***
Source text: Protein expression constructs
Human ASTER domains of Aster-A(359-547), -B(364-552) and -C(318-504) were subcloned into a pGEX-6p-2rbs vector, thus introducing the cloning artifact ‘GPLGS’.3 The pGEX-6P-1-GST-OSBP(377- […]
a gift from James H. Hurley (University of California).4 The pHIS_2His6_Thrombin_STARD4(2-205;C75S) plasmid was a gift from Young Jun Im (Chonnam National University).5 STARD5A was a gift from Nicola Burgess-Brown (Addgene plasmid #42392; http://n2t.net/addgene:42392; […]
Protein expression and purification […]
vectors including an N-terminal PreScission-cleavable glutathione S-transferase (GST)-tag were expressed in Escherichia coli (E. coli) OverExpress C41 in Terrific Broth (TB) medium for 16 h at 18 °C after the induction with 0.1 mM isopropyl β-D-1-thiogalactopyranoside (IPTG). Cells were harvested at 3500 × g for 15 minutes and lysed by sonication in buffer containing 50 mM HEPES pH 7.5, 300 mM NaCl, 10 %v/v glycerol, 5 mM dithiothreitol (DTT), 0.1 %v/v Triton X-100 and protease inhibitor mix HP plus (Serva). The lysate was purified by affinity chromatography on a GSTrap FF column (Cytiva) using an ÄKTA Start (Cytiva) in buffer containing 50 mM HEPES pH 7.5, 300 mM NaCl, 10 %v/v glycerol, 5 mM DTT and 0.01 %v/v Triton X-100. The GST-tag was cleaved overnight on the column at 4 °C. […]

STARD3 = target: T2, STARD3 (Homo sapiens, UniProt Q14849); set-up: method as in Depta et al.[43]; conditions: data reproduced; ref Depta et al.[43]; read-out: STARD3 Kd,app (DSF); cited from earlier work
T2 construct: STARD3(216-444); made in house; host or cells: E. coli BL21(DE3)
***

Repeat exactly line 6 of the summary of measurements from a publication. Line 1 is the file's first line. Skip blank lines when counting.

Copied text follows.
STARD3 = target: T2, STARD3 (Homo sapiens, UniProt Q14849); set-up: method as in Depta et al.[43]; conditions: data reproduced; ref Depta et al.[43]; read-out: STARD3 Kd,app (DSF); cited from earlier work